When the world's second-highest mountain, K2, was conquered in 1954, young Italian mountaineer Bonatti was not one of the two men who reached the summit; he did, however, emerge as the most famous member of the expedition. The controversy over his role in the ascent started almost immediately after the climb and reached its peak in the mid-1960s, when he sued the writer of a newspaper article for libel--mostly, it appears, for the opportunity it provided to set out his own version of events. The story of the author's attempts to win recognition for his role in the conquest of K2 constitutes a large part of this memoir, which collects many of his writings about mountaineering. He is an engaging writer, capturing the excitement of mountain climbing like few other writers have done, and Marshall's translation is remarkably graceful. The book, part of the Modern Library Exploration series, is thrilling from start to finish, and among the best of the many recent true-life adventure sagas. David Pitt
Copyright © American Library Association. All rights reserved --This text refers to an out of print or unavailable edition of this title.
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Top Customer Reviews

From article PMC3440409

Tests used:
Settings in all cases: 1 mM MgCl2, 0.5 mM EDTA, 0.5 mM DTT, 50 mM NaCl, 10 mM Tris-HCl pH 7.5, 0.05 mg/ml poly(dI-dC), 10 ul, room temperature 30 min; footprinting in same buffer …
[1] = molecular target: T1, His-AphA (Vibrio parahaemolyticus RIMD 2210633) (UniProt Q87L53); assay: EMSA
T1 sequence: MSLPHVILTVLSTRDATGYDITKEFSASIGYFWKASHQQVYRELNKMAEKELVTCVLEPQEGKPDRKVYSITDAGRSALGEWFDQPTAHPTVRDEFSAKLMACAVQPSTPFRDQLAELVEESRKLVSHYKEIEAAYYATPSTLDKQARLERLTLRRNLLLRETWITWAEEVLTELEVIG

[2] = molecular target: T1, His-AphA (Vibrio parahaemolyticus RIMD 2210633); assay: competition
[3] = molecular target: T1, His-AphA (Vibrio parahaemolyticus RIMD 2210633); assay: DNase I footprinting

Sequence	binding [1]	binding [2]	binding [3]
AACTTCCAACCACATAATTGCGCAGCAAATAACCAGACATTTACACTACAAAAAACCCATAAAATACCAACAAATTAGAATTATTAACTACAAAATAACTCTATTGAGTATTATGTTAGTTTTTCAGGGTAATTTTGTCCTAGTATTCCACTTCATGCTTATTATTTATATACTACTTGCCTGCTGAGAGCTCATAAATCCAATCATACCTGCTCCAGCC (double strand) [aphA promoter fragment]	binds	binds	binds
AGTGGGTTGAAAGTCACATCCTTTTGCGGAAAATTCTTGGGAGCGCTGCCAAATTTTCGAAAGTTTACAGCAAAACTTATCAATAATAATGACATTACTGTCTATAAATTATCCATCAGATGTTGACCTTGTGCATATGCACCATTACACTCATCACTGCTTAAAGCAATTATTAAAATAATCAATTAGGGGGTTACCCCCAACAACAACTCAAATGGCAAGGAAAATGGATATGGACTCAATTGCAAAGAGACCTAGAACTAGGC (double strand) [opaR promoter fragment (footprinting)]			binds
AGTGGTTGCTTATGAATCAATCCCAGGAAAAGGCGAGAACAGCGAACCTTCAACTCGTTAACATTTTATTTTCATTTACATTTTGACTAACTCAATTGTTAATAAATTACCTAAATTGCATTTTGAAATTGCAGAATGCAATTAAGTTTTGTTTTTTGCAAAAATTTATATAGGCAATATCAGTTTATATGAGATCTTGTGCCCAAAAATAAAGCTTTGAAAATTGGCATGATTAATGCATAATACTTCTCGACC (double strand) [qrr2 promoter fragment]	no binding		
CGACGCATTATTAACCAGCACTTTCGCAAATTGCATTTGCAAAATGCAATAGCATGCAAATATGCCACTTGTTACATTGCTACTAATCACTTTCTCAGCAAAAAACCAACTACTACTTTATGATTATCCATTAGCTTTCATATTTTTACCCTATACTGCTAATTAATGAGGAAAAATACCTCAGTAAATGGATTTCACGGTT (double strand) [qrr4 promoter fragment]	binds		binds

The book is an autobiographical account of Bonatti's major climbs, including several sections on the much-discussed 1954 Italian expedition on K2. Bonatti clearly comes across as a committed climber, seeking purity and excitement in his climbs, who is often at a loss when faced with public criticism (on several accounts described in the book). As is often the case in the lives of people with outstanding talent, Bonati's life is beset by other people's envy and underhanded tactics, most frequently by his own compatriots. Yet, the book succeeds in demonstrating Bonatti's passion, drive and determination, while retaining the purity of mind and spirit that the mountains bestow on all!
Aside from being a highly personal account by one of the greatest mountaineers of all time, three things make this book outstanding: